I did not set out to identify which extension was the culprit causing the hang on start-up, simply because I had no use for any of them. The updater and notifier were just a nuisance, and the CSS transform extensions of no use anyway.

The verdict. No more extensions from DMX Zone for me. The extension behaviour described is too much like Adware (a form of Malware). No more daily notifications of products and updates from DMX zone either. I did not cancel the account, just blocked all e-mail notifications as spam – no time to waste cancelling accounts. They can continue to send mail ad-infinitum to the black hole that receives junk mail from thousands of blocked senders.

No more annoying promotions of their ‘Advanced HTML Editor’ either. Once again I ask the question; what is a company claiming to specialise in Dreamweaver extensions doing promoting their own non Dreamweaver application? Surely a conflict of interest. It would make more sense to create a separate business division with its own web site to promote such an application. (and the apps own range of overpriced extensions).

Dreamweaver Hangs at Start Up

Dreamweaver has been hanging at start-up

Dreamweaver slanted iconSince earlier this year this has been an occasional problem; not everyday, but often enough to be annoying, and requiring a Task Manager operation to end it.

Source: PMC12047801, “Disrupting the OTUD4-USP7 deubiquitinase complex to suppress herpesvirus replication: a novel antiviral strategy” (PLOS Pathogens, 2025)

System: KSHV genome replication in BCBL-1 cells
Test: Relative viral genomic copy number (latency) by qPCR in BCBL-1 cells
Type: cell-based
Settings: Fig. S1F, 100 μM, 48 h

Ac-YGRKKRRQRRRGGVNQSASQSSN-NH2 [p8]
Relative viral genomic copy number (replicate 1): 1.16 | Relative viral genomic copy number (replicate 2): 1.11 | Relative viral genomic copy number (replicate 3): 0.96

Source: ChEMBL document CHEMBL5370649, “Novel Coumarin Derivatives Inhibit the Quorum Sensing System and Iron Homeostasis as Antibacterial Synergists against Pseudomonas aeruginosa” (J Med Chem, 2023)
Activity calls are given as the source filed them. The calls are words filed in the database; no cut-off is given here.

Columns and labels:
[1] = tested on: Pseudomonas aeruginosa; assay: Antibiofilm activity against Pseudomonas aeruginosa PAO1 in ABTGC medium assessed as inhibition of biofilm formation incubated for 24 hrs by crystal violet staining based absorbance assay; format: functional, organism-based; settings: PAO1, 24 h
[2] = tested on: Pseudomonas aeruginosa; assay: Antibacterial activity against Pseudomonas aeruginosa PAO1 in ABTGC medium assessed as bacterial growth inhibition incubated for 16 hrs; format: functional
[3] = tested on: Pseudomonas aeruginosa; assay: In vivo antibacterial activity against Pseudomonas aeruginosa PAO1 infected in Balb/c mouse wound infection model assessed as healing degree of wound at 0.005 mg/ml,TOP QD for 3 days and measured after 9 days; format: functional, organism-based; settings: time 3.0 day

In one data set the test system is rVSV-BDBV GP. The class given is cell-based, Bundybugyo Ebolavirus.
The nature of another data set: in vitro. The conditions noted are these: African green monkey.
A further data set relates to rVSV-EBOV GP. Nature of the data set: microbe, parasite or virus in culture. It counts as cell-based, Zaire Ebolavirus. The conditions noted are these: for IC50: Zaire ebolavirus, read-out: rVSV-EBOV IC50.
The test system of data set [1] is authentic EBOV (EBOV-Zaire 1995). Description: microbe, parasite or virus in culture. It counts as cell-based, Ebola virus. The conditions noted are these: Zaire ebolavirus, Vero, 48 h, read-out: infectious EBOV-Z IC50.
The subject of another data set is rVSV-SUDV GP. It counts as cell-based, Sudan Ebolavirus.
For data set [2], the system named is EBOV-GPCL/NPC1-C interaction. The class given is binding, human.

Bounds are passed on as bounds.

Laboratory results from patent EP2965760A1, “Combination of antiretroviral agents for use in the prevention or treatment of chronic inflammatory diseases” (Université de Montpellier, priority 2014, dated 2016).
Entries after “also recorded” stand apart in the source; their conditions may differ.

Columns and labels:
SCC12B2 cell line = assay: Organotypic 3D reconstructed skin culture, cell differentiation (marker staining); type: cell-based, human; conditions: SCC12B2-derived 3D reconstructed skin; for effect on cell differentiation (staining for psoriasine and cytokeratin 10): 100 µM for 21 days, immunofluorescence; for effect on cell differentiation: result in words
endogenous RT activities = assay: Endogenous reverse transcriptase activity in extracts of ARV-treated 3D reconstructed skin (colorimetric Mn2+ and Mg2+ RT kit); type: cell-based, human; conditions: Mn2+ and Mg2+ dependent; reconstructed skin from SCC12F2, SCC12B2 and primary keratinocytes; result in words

Dreamweaver is still the only HTML, CSS and PHP editor I am willing to use. Maybe there are other HTML tools that are nearly as good, I don’t know; what it comes down to is  a matter of personal preference. I have used various versions of Dreamweaver since 2000, including; Mac – DW4, DW8, DWMX, DWCS4 and for Windows, DW4 and DW8.

The version currently in use is DW8 for Windows. Not new, but it does everything needed.

Dreamweaver Extensions from DMX Zone

Like most Dreamweaver users, every now and again I look at what extensions are available. Some I try, most turn out to be fairly useless, and many are just bad news. Gone are the days when Macromedia had an extensive range of approved plug-ins, for a wide range of functions. These days, the decent plug-ins are commercial (Dreamweaver is definitely not supported by the OpenSource community). However, to my way of thinking, it seems a bit DMX Zoneextravagant to purchase extensions often costing a significant percentage of the purchase price of the app… Ten commercial extensions can cost more than the full app, and each tends to only have a single purpose. In any case, mostly there are other ways to include what these extension provide, like HTML, Java, CSS, etc. (But I get lazy sometimes)

Sometime in the early part of the year, I found DMX Zone… ‘Dreamweaver MX Zone’ or so one would think. So I tried an extension – CSS Transform, which comes along with a required sign up, update notifier and new release notifier extensions as well.